Seek to make your life long and its purpose in the service of your people.
Landfills are pretty basic creatures. But just like any organism they have a system of things that keeps them running. The most important of which is its people.
These people are amazing. They do things that I cannot. Like show up to a landfill for 30 years straight to operate a machine. It is still common in this industry to have operators as employees for upwards of 20+ years. I don’t know what it is about this industry that keeps people in it for so long, but those that make it a year or two, don’t leave. And I’m not so sure that is a good thing.
A few months back I went to landfill training school. I suspected I knew what I did not know. I was amazed. What I didn’t fully understand was regulations exist to stop things from happening again. Landfill mistakes are huge and are definitely mistakes worth not repeating. What I also didn’t fully grasp was what landfill mistake look like. Drilling methane relief vents can puncture leachate liners, exposing groundwater to leachate. Hot dry conditions cause plastic to blow around. These conditions also cause most chronic issue. Dust. I hope this is enlightening as to what people have to face as employees in landfills.
Look at this list of known contaminants that are present in landfills. There are so many words I cannot pronounce, but what my chemical engineer roommate said about this list was most revealing. He looked at the list of huge names and scoffed ‘Meh, hydrocarbons are no biggie’. He continued, ‘the big issue comes from these guys: lead, cobalt, mercury, chromium, molybdenum, zinc.’ All are heavy metals. Incinerate them; they are still heavy metals. There is no ‘away’ for these elements. The issue for employees comes from dust.
Here is a video of what a day in the landfill is like. It looks like dust. It is extremely dusty. Operators spend their entire day in the exposure zone of these chemicals. The only protection workers have is the cabin air filter. This is only useful when the A/C or heater is running. So if an operator needs to exit a vehicle, they are exposed to potentially anything on that list. Mercury, lead, zinc dust; but wait it gets better.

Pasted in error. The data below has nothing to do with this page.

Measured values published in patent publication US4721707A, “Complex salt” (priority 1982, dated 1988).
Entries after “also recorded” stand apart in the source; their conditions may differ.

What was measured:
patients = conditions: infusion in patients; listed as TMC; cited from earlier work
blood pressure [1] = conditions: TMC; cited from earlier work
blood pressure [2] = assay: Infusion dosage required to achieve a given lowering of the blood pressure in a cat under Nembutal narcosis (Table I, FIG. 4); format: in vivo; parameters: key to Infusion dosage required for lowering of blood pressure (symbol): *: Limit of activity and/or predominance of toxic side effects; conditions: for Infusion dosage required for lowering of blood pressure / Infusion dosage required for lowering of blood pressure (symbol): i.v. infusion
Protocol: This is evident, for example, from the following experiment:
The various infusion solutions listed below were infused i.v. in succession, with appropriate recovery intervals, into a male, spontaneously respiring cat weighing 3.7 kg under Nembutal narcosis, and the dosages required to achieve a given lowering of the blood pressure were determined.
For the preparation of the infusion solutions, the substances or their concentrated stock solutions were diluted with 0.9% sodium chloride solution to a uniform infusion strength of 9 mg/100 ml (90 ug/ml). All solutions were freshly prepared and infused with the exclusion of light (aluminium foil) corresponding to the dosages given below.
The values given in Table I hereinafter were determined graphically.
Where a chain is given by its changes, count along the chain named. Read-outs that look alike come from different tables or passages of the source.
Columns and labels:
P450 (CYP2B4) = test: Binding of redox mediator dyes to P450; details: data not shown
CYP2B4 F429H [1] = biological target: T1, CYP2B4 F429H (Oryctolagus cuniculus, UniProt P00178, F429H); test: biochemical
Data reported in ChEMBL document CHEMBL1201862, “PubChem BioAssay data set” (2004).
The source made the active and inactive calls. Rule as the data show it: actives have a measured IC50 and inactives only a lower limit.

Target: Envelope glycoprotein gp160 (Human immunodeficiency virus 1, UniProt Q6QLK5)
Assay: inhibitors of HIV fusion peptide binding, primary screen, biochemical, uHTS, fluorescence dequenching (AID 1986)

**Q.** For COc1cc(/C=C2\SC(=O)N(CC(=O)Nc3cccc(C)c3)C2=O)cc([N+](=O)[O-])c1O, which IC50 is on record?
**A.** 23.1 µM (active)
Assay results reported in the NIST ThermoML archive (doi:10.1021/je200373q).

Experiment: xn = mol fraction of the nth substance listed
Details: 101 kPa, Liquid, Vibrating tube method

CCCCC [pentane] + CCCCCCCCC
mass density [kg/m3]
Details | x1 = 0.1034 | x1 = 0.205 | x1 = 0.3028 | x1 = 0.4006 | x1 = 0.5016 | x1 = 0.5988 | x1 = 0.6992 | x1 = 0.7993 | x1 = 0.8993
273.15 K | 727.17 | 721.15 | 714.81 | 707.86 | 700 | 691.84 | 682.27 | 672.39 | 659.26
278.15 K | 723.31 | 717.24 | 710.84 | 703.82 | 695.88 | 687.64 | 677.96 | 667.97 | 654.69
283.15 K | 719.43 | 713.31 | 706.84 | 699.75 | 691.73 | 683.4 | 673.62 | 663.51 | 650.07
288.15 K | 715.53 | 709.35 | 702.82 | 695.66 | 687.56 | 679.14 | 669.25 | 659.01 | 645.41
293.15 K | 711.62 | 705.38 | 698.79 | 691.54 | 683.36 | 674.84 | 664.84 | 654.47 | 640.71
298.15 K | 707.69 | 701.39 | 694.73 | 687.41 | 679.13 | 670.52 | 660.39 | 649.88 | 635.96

Typically landfills do not come with super plush employee facilities. Usually they have at a scale house, typically a mobile home. The office is basically the same, a mobile trailer with basic amenities: computers, desks, bathroom, and a clock to punch in and out with, nothing else. In other words, it is likely that they are heading home with these uniforms on their backs, muddy boots on their feet, in their cars, in their homes till they hit the shower.
Let me put it like this:
Likelihood of exposure = likely;
Longevity of Employees = long employee life;
Exposure to substances known to be adverse to health= Likely to breathe over career;
Poor facilities to encourage safety and personal hygiene = likely to bring these substances back home;
Add these all together and you have the likelihood that someone is going to develop a chronic condition with the possibility to expose family members as well.
I want to create the best damn place to work. Place that allows employees to work in conditions that encourages them to take preventative measures to minimize their exposure to these elements.
This company is for my people. The US as a whole, the employees because they deserve it. And consumers, businesses because they deserve to know that someone is working on a complicated problem.
In order to build that system, I must possess a waste stream to play with. Therefore, I plan to do this one dumpster at a time.